The types of hay feeders available today are more plentiful than ever. With so many choices, it is hard for cattle farmers to decide which type is right for their livestock and budget.
If you have never used a hay feeder, investing in one – no matter what design – is a step up from allowing cattle to access hay bales directly. In fact, any type of hay feeder will save about 20 percent in hay costs. That savings is realized by preventing hay from being trampled and destroyed by cattle when it is placed on the ground.
Hay unrolling results in approximately 15 percent more waste when compared to using ring feeders. While hay waste can be minimized by unrolling only what cattle will eat each day, hay feeders are still preferable because of money lost through destroyed hay and labor costs. It also is difficult to know exactly how much hay should be unrolled each day.
The standard bale feeder is a ring with an open bottom. In general, these feeders have 16 to 18 feeding stations and are so light that they can be easily placed over the bale. Bale feeders with less defined feeding stations and fewer bars lead to more hay waste.
Improvements to the basic feeder allow for decreased bottom ring spacing and more bars or solid sheeting to prevent hay from being lost out the bottom. A hay feeder with a solid skirt around the bottom is always an improvement because it prevents cattle from moving hay outside the ring and trampling it.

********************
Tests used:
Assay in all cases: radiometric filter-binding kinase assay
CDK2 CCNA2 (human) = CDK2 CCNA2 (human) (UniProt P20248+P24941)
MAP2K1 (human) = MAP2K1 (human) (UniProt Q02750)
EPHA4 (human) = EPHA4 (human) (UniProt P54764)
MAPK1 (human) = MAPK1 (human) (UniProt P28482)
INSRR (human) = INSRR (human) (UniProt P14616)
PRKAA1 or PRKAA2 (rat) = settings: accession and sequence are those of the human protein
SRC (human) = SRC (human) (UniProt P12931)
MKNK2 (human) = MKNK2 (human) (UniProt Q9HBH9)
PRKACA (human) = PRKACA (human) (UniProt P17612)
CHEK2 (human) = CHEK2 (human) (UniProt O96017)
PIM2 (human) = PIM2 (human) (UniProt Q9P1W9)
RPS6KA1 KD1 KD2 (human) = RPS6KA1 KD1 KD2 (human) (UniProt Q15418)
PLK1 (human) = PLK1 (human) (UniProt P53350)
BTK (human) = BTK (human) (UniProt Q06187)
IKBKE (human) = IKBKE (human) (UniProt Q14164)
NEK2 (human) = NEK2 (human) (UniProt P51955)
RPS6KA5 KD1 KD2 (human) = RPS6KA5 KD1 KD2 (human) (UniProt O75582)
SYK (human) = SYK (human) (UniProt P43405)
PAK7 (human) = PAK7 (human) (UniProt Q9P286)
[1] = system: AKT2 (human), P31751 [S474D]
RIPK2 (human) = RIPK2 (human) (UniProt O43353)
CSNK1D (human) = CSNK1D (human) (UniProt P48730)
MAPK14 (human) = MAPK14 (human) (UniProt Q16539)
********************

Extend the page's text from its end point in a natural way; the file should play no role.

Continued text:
Another improvement to the round-skirted feeders are bars arranged in a cone shape and attached to the solid ring at the top of the feeder. Some feeders have chains that support the bale. Bars or chains that support the bale allow cattle room to consume hay in a natural grazing position once the hay is pulled from the bale above. These feeders decrease hay waste when compared with open bottomed rings.
Square and round bale feeders with a full-size base and tapered top rings or rails also allow cattle to eat in a natural grazing position after hay is pulled from the bale. Like ring feeders, square and round feeders can be open or skirted. These feeders provide the same restriction of the cone feeders without having to lift the bale into the cone.
If you can’t afford a sophisticated bale feeder, it is still important to use one if possible because any bale feeder will provide for a decrease in hay waste. And even a small decrease in waste can save you big money in hay costs.
The Hay Manager, LLC
24064 478th Avenue
Trent, SD 57065